John Cohen straddled two worlds: as a photographer, he immersed himself in the avant-garde visual arts scene of 1950s New York; as a musician, he was an integral part of that city's folk revival of the same era. He was a member of the seminal New Lost City Ramblers and he used every platform he could — photography, filmmaking, writing and record producing — to preserve and celebrate the music he loved. Cohen died Monday at age 87. His death was announced on social media by his son, Rufus Cohen.
Born in 1932, he grew up in the suburbs of New York and earned both an undergraduate degree and a master's at Yale University's School of Fine Arts. But he yearned for something more than what postwar Long Island and the Ivy League were offering. He found what he was seeking in field recordings made by Alan Lomax and other musicologists, of everything from American blues and gospel to Scottish folk and work songs.
Soon, he set out to capture something of that magic himself. In 2001, he told All Things Considered that as a 22-year-old, he bought his first tape recording gear in order to document the Reverend Gary Davis in 1954.
"There weren't portable tape recorders at that time," Cohen recalled, "so this was something I had to lug — actually, I had to lug it from my parents' house in the suburbs by bus from the city line, then to the subways, to downtown Manhattan and up to Harlem to his house, and up these stairs and make these recordings. And he didn't know what I was, and I didn't know what he was, except I loved his music. I'd only heard it once at a concert, and then I decided such crazy music, such powerful music — that I had to do this, so I did it."
While still studying at Yale, he made his way to Peru to learn about the country's indigenous culture. He told NPR's Weekend Edition in 2011 that he only knew two words of Quechua, the local language: "Yma Sumac" — the name of a singer, but also a Quechua phrase that means "how beautiful."
"So imagine the scenario," he said. "I'm walking across a plain, and there's a woman sitting there outside of her little house, weaving. And I walked up to her, pointed at what she's doing, I say, 'yma sumac.' Suddenly she's smiling, and I sit down with her. And then I point to different parts of the loom and say, 'Yma, yma, yma, sutiki - how is it called?' And she'd tell me, and I'd write this down."
By 1958, he had joined up with Mike Seeger and Tom Paley to form the New Lost City Ramblers, a group that paid tribute to the traditional Appalachian music they heard on 78s. Cohen survived his original bandmates: Seeger died in 2009, and Paley (who left the group in 1962 - replaced by Tracy Schwarz) in 2017.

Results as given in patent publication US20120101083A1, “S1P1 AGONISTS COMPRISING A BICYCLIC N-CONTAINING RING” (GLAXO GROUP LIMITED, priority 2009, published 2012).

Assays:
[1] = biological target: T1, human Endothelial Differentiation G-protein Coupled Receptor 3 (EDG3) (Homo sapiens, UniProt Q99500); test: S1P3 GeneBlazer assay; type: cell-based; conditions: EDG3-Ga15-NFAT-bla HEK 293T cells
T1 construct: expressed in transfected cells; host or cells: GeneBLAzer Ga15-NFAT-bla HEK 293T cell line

Cohen continued his travels, going to Kentucky to look for an America he couldn't plug into from New York. "This was a way of getting at that," he told The New Yorker in 2015, "and at what in that music got to me. What was that feeling? What was that thing? How could I get to that thing?"
As a music producer, he made 11 albums of field recordings for the Smithsonian Folkways, Arhoolie and Rounder labels, including recordings he made in both Kentucky and Peru; he also made 15 films that were shown both in the U.S. and internationally. Cohen was also the recipient of both a Guggenheim and Fulbright fellowship.
Cohen was also an acclaimed photographer and filmmaker who captured the likes of Jack Kerouac, Robert Frank, Bob Dylan and Woody Guthrie; his photography was published by Life, Time, Rolling Stone, and the New York Times Magazine and has been widely exhibited and collected, including at the Metropolitan Museum of Art, London's Victoria & Albert Museum, the National Portrait Gallery and at the Whitney Museum of Art.
In the Weekend Edition profile, Cohen observed: "In the very first notes that I wrote for the very first New Lost City Ramblers album, I said: 'There's a side of ourselves that goes out trying to change the world into our own image. And there's another side of ourselves that goes out trying to find our image in the outside world.' And I think it's that second one that's kind of forced me to become who I am."
You won’t find a paywall here. Come as often as you like — we’re not counting. You’ve found a like-minded tribe that cherishes what a free press stands for. If you can spend another couple of minutes making a pledge of as little as $5, you’ll feel like a superhero defending democracy for less than the cost of a month of Netflix.